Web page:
My first thought of the 2600 Jr was just how light it was. It can easily be handled with just one hand having an almost hollow feel to it. The cartridge plops in the top and looks very exposed compared to the similarly top loading Master System although it sits quite firmly in there. There are four buttons on the front – power, black & white mode (how retro is that!), select and finally reset. Power and the B/W switch are both sliders and still work very well although the power switch has a tendency to stick when switching the power off. The select and reset buttons are both push-down types and quite stiff although you can feel where they connect with the circuit. On the whole, very simple and user friendly.
The classic joystick is a bit of a let down in that it hasn’t faired as well as the console itself. While left, down and right work perfectly, up doesn’t work as well and the stick has to be really forced upwards. However, the 2600 is famous for having the same 9-pin connections as the Sega Master System and Mega Drive and so you can use a lot of Sega peripherals with it. As such I have used the standard Mega Drive controller as well as the Mega Drive Arcade Stick (as in the top picture) and the Master System’s much loathed Control Stick. With the Mega Drive Arcade Stick especially there is a real feel of what these games must have been like in the arcade back in the 80s but all work perfectly and are far more responsive than the Atari controller. Unfortunately the connections are on the back of the console which sees the cable fold awkwardly over the top.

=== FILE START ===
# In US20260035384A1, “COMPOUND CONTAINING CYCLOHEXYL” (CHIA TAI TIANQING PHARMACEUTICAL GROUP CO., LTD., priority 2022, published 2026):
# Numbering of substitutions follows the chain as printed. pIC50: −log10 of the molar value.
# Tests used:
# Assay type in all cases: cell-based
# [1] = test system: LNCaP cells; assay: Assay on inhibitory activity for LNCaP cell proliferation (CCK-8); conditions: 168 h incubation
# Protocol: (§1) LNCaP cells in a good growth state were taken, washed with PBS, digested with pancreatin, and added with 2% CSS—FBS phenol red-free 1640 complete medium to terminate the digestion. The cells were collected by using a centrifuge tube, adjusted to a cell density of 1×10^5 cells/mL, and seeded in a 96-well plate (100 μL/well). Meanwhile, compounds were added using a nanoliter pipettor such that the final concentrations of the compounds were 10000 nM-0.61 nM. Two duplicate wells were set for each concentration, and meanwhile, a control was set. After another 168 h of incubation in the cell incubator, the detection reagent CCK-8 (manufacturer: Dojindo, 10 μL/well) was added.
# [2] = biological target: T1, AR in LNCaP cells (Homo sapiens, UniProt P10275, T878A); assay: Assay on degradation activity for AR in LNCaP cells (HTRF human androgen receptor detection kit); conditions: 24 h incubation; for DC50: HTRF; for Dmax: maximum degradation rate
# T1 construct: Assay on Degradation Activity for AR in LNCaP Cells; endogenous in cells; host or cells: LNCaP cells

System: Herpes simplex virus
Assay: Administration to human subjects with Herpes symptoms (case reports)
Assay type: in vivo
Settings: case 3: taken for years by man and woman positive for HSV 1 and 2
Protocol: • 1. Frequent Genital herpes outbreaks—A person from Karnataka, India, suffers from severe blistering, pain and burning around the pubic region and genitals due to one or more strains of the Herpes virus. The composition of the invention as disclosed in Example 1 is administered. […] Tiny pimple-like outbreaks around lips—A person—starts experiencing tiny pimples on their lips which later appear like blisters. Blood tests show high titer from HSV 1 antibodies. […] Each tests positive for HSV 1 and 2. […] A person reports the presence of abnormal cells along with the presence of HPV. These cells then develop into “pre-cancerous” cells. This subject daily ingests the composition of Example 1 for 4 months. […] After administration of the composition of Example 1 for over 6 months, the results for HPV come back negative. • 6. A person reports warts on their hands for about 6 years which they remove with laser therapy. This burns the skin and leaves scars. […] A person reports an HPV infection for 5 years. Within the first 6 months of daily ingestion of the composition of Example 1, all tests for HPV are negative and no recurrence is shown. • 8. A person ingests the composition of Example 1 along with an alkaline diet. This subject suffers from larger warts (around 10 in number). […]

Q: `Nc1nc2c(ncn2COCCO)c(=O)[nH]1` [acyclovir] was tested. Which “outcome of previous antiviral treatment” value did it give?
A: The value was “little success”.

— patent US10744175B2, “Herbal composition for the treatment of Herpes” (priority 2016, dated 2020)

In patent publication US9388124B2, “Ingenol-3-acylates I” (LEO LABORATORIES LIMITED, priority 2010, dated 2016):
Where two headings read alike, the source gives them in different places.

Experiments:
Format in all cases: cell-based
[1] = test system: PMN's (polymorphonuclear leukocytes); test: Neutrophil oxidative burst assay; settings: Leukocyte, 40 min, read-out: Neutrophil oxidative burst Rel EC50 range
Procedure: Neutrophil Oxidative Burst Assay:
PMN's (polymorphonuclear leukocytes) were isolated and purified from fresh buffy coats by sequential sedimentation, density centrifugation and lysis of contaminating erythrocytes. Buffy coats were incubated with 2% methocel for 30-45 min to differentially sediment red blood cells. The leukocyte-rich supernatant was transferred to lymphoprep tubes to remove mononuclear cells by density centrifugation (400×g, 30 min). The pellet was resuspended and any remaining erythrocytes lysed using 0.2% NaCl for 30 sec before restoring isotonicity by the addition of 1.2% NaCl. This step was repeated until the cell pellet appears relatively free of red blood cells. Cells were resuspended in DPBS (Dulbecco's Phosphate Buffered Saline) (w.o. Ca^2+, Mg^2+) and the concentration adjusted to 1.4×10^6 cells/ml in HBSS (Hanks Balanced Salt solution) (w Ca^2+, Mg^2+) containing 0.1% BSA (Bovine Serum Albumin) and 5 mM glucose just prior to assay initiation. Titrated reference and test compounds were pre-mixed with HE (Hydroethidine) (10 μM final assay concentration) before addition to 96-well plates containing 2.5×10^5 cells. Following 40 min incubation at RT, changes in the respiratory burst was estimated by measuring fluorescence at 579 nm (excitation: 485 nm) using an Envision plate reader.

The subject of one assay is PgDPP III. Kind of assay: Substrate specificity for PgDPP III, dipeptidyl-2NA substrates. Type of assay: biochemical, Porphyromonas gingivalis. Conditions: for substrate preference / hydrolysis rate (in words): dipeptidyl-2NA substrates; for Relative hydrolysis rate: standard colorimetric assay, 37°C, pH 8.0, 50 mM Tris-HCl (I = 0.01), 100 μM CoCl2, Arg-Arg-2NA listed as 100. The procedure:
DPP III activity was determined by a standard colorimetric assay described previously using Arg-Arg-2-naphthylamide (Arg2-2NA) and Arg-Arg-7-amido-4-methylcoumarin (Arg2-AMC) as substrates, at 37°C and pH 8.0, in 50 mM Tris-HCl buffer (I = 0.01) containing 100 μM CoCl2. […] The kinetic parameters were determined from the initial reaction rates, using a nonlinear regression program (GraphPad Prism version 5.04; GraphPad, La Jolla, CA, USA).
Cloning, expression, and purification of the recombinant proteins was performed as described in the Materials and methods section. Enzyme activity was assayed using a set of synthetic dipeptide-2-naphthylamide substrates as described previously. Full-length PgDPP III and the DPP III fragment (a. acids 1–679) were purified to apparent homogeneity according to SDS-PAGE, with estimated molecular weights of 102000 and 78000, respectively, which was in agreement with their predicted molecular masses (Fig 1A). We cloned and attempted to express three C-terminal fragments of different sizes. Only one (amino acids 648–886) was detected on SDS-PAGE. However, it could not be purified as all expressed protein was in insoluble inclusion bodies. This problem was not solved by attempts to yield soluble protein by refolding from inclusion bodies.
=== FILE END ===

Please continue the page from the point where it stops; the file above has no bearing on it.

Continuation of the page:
As for running it through the TV I had very little trouble. It uses a standard RF cable and when I first switched it on, my TV was set to the channel I use for the NES/SNES. The picture was already almost perfect and needed only minute tuning to get it right. I have since tuned channel 1 to the Atari and channel 2 to the NES/SNES – I simply plug the same RF cable in whichever console I want to use which is far easier than replacing the cable in the back of the TV. It is also why all three consoles sit on the same shelf.
So with it all set up, what about games? Well the console was delivered with one of the many pack-in cartridges it came with namely Air-Sea Battle which is a very simple shooter intended for two players. Upon hearing I had an Atari 2600 a good friend of mine, Stuart Marshall, sent me down two cartridges he had spare copies for namely Centipede and Joust. Centipede needs very little introduction but Joust has gone from being one of the most frustrating games I have ever played to one of the most addictive. Like the console itself the cartridges are quite cheap with the bulk being £4-£6. I have slowly built up a small collection and I will go in to more detail about them in a future post.
I have to say I am very happy with my Atari 2600 overall. It has a real charm to it being easy to pick up and play with the minimalistic graphics and controls being surprisingly involving. You find yourself being drawn in to what you are doing which is always an important aspect of gaming. Not bad for a console whose technology is pushing nearly 40 now!